Loans and divorces. Who gets the debts?


A divorce is not a pleasant process at all. When this time comes, there are many things to consider. For example, splitting everything they managed to get over the years, agreeing on child custody and details of a possible alimony , etc. But what happens to the debts? Who gets them?

Yes, during a divorce you must establish who gets what, and that also includes debts . We know that loans and divorce are words that do not go well together, and that it even sounds a little scary. In this article you will learn how this process works and how to deal with it. Continue reading!

What Happens to Debts When You Get Divorced?

Throughout our lives, we have all applied for some kind of loan. Be it for a house, a car, studies or business, we have seen a growth opportunity but we could not finance it, and we have opted for a loan . Years passed, the debts , both in your name and your spouse's name, have not yet been paid, and now you are faced with the division of what you once shared.  

During this process, the division terms may vary depending on the state and applicable laws. But most likely, if a loan is under the name of the two owners, it will be shared even after the divorce .  

During a divorce equality is always sought, but it can also happen that if a person obtains more of the properties acquired during the marriage, he will also be loaded with most of the debt .

It should be noted that if there is a loan that you have acquired during the marriage, but that is only under your name, it only belongs to you and will not be shared with your spouse after the divorce.

Tips for handling debt in case of divorce

In the event of an unavoidable divorce , it is important to have a plan and make the best decisions to prevent debt from causing you financial problems in the future. Here are some tips to prevent financial disaster.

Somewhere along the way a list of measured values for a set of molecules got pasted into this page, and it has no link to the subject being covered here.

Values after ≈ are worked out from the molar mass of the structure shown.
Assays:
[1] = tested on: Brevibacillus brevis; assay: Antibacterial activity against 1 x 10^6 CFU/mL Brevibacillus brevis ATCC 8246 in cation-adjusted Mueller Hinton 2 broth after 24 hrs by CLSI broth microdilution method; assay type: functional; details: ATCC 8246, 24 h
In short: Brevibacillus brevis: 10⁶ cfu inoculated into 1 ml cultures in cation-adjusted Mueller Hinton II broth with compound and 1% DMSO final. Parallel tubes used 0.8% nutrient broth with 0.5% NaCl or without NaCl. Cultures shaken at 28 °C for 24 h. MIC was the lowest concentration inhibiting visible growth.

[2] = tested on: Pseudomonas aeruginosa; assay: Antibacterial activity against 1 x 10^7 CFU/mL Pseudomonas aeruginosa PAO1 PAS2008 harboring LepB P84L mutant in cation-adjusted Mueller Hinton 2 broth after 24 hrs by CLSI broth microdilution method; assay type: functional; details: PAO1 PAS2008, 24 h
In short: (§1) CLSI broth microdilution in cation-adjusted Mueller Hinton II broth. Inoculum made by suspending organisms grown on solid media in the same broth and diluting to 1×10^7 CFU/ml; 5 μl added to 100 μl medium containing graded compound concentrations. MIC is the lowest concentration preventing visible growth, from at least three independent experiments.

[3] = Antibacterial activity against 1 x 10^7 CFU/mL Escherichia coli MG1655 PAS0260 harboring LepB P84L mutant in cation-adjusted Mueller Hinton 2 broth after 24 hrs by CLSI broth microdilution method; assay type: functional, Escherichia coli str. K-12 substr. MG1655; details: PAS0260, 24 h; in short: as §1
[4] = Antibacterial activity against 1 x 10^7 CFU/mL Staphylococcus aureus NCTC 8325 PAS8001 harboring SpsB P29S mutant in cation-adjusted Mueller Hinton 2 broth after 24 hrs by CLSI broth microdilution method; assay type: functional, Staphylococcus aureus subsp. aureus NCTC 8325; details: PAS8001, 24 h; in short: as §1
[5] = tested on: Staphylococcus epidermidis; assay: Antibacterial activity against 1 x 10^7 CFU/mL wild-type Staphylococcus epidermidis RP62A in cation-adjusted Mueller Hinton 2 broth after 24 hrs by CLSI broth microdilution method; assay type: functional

Come to an agreement with the other party

If there is a possibility that the other party is interested in keeping a loan , it is worth a try. This can happen if the loan was a mortgage and a house or property is at stake. Keeping the property requires taking responsibility for the debt , for which you would be solvent for this payment.

Pay off the existing loan

If it is impossible to reach an agreement, the best option is for each party to take responsibility for its share of the debt immediately. This way they will take a load off their back quickly, and they will not have to worry in the future about defaulted payments or irresponsibility by the other party. If there are several debts, one of the options is to request a single loan to reunify debts and thus pay less interest.


This may be the option you least want, but it is still a feasible way to avoid carrying a shared debt . It consists of selling the properties and products that were acquired with the requested loan , and using the money to pay the debt of both parties. It is a harmful method, since it could affect the children of a marriage, but it is a way to ensure that the loan is eliminated if either party is not in a position to pay its half of the debt immediately.

Share the debt

This is perhaps the worst option, since you will have to trust that the other party is responsible for paying the loan responsibly. In the event of death or disability, the debt will become completely yours, which is not a very pretty scenario. And if any property was acquired, it will become one of the parties or will have to be shared equitably. For this reason, the best thing you can do is keep your debts under control.

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